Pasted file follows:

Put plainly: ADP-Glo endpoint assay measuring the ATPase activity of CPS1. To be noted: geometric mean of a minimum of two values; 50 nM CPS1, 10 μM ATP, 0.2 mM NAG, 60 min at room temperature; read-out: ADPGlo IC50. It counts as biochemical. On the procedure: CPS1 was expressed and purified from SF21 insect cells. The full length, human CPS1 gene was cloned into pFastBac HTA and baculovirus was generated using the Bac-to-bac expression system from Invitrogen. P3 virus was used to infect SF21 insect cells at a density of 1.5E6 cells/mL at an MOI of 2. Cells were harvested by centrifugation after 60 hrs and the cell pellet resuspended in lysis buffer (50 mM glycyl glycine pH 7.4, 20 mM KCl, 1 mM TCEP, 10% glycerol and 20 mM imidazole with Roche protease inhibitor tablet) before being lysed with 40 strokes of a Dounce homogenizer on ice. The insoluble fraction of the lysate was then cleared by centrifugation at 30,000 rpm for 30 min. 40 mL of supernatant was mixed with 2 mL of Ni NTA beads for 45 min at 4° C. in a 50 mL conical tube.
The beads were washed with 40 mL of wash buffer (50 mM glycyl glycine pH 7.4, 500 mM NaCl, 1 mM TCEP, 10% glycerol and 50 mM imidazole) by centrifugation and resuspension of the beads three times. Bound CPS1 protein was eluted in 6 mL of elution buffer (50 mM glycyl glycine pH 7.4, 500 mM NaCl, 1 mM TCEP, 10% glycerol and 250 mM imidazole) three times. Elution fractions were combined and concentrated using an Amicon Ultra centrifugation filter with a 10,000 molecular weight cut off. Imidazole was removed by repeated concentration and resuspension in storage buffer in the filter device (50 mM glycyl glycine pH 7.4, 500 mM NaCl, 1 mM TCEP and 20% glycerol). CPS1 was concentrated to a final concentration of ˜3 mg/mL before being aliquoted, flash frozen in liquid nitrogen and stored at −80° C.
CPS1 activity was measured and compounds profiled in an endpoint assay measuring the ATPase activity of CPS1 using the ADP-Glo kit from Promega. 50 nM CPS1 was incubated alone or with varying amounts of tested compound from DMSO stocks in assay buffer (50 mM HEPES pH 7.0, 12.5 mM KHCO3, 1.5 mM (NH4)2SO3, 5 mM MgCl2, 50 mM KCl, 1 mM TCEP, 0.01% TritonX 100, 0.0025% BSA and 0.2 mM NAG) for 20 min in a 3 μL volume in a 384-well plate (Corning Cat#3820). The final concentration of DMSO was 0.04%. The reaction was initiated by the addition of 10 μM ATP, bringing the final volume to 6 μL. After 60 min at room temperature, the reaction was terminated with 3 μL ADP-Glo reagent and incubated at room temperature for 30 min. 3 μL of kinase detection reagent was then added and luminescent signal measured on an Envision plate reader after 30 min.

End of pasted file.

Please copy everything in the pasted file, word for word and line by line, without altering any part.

Put plainly: ADP-Glo endpoint assay measuring the ATPase activity of CPS1. To be noted: geometric mean of a minimum of two values; 50 nM CPS1, 10 μM ATP, 0.2 mM NAG, 60 min at room temperature; read-out: ADPGlo IC50. It counts as biochemical. On the procedure: CPS1 was expressed and purified from SF21 insect cells. The full length, human CPS1 gene was cloned into pFastBac HTA and baculovirus was generated using the Bac-to-bac expression system from Invitrogen. P3 virus was used to infect SF21 insect cells at a density of 1.5E6 cells/mL at an MOI of 2. Cells were harvested by centrifugation after 60 hrs and the cell pellet resuspended in lysis buffer (50 mM glycyl glycine pH 7.4, 20 mM KCl, 1 mM TCEP, 10% glycerol and 20 mM imidazole with Roche protease inhibitor tablet) before being lysed with 40 strokes of a Dounce homogenizer on ice. The insoluble fraction of the lysate was then cleared by centrifugation at 30,000 rpm for 30 min. 40 mL of supernatant was mixed with 2 mL of Ni NTA beads for 45 min at 4° C. in a 50 mL conical tube.
The beads were washed with 40 mL of wash buffer (50 mM glycyl glycine pH 7.4, 500 mM NaCl, 1 mM TCEP, 10% glycerol and 50 mM imidazole) by centrifugation and resuspension of the beads three times. Bound CPS1 protein was eluted in 6 mL of elution buffer (50 mM glycyl glycine pH 7.4, 500 mM NaCl, 1 mM TCEP, 10% glycerol and 250 mM imidazole) three times. Elution fractions were combined and concentrated using an Amicon Ultra centrifugation filter with a 10,000 molecular weight cut off. Imidazole was removed by repeated concentration and resuspension in storage buffer in the filter device (50 mM glycyl glycine pH 7.4, 500 mM NaCl, 1 mM TCEP and 20% glycerol). CPS1 was concentrated to a final concentration of ˜3 mg/mL before being aliquoted, flash frozen in liquid nitrogen and stored at −80° C.
CPS1 activity was measured and compounds profiled in an endpoint assay measuring the ATPase activity of CPS1 using the ADP-Glo kit from Promega. 50 nM CPS1 was incubated alone or with varying amounts of tested compound from DMSO stocks in assay buffer (50 mM HEPES pH 7.0, 12.5 mM KHCO3, 1.5 mM (NH4)2SO3, 5 mM MgCl2, 50 mM KCl, 1 mM TCEP, 0.01% TritonX 100, 0.0025% BSA and 0.2 mM NAG) for 20 min in a 3 μL volume in a 384-well plate (Corning Cat#3820). The final concentration of DMSO was 0.04%. The reaction was initiated by the addition of 10 μM ATP, bringing the final volume to 6 μL. After 60 min at room temperature, the reaction was terminated with 3 μL ADP-Glo reagent and incubated at room temperature for 30 min. 3 μL of kinase detection reagent was then added and luminescent signal measured on an Envision plate reader after 30 min.